My husband and I watched Frozen last night with the three girls I mentor, sisters ranging in age from eleven to seventeen. I knew it to be hugely popular and that last week it picked up an Oscar for best song. My students said that they loved it, so it seemed a good choice for a Friday night for the five of us. We weren’t disappointed. Actually, my husband was pleasantly surprised. He’d seen the trailer and thought it looked stupid. He also has far fewer recent Disney movies under his belt than the rest of us to bolster his confidence about engagement. The girls, of course, were quite taken with it.
I read in The New York Times last week that the songwriters wrote, “Let It Go”, the aforementioned Oscar winner, with Idina Menzel in mind. Year ago, Robin Williams was given great leeway, rightfully so, in his rendition of the genie in Aladdin. And that got me to thinking about the Disney cartoons of my youth. How many of them were written to showcase a particular singer’s voice talents, especially one who’s already won a Tony? Of course, Mary Poppins was written for Julie Andrews, but she was meant to act in it as well. My father told me when I was an adult that Don Meredith was the voice of Baloo in Jungle Book, but I don’t recall thinking as a child that a former pro football player was singing to me about “The Bare Necessities of Life.” Good thing too since my dad was mistaken. He was voiced instead by Phil Harris, a veteran Disney player.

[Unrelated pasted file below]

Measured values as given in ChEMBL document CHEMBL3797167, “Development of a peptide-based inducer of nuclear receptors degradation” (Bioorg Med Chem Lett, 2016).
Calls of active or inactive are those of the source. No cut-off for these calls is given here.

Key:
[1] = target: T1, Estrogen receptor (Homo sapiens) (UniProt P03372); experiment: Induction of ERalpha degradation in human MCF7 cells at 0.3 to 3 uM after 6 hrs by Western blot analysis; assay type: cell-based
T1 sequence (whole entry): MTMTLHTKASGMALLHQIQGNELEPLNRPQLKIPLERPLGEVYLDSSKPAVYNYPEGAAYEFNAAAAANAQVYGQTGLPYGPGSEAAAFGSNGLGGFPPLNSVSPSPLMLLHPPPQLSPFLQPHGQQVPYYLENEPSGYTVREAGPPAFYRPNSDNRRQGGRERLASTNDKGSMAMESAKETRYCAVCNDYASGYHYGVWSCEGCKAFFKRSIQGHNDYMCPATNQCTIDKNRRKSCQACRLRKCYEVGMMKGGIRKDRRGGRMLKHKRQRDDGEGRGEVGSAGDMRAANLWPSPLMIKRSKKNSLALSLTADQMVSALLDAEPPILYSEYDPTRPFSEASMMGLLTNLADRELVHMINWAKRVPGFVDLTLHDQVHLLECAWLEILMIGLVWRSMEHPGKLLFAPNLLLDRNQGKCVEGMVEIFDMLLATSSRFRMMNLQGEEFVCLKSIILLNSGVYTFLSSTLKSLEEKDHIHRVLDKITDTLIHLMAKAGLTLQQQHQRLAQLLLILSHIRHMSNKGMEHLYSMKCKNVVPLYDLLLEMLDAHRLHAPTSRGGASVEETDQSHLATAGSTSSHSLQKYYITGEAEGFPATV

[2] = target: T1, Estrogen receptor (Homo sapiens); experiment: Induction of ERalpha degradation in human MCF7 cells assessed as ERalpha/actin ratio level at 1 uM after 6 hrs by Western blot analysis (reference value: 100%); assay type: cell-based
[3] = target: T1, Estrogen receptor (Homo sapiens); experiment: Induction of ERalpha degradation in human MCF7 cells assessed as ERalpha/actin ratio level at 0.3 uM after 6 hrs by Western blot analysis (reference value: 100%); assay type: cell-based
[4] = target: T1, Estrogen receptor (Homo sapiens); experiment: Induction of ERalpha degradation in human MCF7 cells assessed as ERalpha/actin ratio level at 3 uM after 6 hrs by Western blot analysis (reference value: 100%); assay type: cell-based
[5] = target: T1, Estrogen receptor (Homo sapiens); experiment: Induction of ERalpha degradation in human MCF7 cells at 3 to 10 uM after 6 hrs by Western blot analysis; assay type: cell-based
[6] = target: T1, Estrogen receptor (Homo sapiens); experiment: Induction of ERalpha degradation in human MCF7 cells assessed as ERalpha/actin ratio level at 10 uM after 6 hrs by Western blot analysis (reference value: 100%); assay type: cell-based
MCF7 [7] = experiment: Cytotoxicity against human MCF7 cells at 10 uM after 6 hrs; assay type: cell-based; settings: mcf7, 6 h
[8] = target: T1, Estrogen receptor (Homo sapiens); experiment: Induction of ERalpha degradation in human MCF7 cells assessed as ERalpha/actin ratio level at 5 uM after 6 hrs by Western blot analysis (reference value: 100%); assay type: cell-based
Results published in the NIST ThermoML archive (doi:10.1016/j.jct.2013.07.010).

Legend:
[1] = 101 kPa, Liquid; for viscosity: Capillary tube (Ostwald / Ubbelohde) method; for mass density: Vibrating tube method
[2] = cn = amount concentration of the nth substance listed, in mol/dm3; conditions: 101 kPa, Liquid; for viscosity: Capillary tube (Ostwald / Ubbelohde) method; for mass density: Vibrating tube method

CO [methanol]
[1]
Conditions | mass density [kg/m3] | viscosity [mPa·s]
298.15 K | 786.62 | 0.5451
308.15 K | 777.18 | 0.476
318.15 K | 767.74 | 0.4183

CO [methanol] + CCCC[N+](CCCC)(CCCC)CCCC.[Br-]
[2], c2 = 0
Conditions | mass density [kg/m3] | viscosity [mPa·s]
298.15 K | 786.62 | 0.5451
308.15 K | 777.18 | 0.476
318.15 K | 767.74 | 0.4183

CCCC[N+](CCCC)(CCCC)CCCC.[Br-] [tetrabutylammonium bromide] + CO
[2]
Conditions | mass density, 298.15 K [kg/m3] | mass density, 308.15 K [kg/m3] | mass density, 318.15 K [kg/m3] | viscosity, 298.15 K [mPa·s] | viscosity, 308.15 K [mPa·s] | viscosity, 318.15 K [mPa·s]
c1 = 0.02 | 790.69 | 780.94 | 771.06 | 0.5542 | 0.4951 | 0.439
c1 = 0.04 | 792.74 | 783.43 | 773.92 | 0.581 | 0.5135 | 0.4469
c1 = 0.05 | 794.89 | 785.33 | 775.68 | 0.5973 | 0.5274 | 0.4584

And maybe the children these movies are made for are just as oblivious of Ms. Menzel’s triumphant turn in Wicked as they are of John Travolta flubbing her name. What they heard was a cursed queen named Elsa, making the best of a bad situation. Those buying tickets might feel better about forking over a princely sum to take the family to the movies today if a big name is attached to it. Those they’re taking probably just want to sing along. If there’s a goofy snowman in it too, all the better.
I’m participating in The Slice of Life Challenge. Won’t you join me?